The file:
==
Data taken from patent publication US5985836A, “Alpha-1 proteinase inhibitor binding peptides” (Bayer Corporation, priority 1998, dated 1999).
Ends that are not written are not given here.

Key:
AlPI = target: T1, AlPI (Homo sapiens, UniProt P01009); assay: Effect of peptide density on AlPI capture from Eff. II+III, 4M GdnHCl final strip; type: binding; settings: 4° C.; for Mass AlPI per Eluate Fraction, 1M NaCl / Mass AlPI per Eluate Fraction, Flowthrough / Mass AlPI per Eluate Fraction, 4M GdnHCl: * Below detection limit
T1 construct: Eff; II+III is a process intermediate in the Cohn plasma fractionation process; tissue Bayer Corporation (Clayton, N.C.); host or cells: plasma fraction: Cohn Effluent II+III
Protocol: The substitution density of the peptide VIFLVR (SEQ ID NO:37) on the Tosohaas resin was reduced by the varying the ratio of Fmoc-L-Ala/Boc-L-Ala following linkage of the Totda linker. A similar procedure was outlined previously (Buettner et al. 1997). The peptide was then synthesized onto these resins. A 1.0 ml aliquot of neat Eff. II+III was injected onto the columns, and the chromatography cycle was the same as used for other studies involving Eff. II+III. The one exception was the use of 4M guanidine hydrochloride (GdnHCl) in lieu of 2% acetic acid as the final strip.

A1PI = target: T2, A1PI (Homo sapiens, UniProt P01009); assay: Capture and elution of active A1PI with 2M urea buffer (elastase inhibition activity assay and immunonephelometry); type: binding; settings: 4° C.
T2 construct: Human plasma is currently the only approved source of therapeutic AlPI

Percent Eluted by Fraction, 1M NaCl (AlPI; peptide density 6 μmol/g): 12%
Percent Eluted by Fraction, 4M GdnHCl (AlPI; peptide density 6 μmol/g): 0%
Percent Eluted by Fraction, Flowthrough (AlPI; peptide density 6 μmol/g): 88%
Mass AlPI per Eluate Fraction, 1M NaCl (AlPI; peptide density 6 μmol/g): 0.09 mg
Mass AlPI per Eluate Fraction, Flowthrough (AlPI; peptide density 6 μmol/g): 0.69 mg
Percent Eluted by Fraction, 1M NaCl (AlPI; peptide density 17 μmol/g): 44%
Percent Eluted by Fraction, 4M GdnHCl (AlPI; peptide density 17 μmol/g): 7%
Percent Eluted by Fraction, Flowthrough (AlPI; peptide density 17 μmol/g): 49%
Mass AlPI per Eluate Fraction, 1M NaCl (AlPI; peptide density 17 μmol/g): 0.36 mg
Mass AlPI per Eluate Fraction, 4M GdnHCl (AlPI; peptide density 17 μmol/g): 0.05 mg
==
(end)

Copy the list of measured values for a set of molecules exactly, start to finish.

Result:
Data taken from patent publication US5985836A, “Alpha-1 proteinase inhibitor binding peptides” (Bayer Corporation, priority 1998, dated 1999).
Ends that are not written are not given here.

Key:
AlPI = target: T1, AlPI (Homo sapiens, UniProt P01009); assay: Effect of peptide density on AlPI capture from Eff. II+III, 4M GdnHCl final strip; type: binding; settings: 4° C.; for Mass AlPI per Eluate Fraction, 1M NaCl / Mass AlPI per Eluate Fraction, Flowthrough / Mass AlPI per Eluate Fraction, 4M GdnHCl: * Below detection limit
T1 construct: Eff; II+III is a process intermediate in the Cohn plasma fractionation process; tissue Bayer Corporation (Clayton, N.C.); host or cells: plasma fraction: Cohn Effluent II+III
Protocol: The substitution density of the peptide VIFLVR (SEQ ID NO:37) on the Tosohaas resin was reduced by the varying the ratio of Fmoc-L-Ala/Boc-L-Ala following linkage of the Totda linker. A similar procedure was outlined previously (Buettner et al. 1997). The peptide was then synthesized onto these resins. A 1.0 ml aliquot of neat Eff. II+III was injected onto the columns, and the chromatography cycle was the same as used for other studies involving Eff. II+III. The one exception was the use of 4M guanidine hydrochloride (GdnHCl) in lieu of 2% acetic acid as the final strip.

A1PI = target: T2, A1PI (Homo sapiens, UniProt P01009); assay: Capture and elution of active A1PI with 2M urea buffer (elastase inhibition activity assay and immunonephelometry); type: binding; settings: 4° C.
T2 construct: Human plasma is currently the only approved source of therapeutic AlPI

Percent Eluted by Fraction, 1M NaCl (AlPI; peptide density 6 μmol/g): 12%
Percent Eluted by Fraction, 4M GdnHCl (AlPI; peptide density 6 μmol/g): 0%
Percent Eluted by Fraction, Flowthrough (AlPI; peptide density 6 μmol/g): 88%
Mass AlPI per Eluate Fraction, 1M NaCl (AlPI; peptide density 6 μmol/g): 0.09 mg
Mass AlPI per Eluate Fraction, Flowthrough (AlPI; peptide density 6 μmol/g): 0.69 mg
Percent Eluted by Fraction, 1M NaCl (AlPI; peptide density 17 μmol/g): 44%
Percent Eluted by Fraction, 4M GdnHCl (AlPI; peptide density 17 μmol/g): 7%
Percent Eluted by Fraction, Flowthrough (AlPI; peptide density 17 μmol/g): 49%
Mass AlPI per Eluate Fraction, 1M NaCl (AlPI; peptide density 17 μmol/g): 0.36 mg
Mass AlPI per Eluate Fraction, 4M GdnHCl (AlPI; peptide density 17 μmol/g): 0.05 mg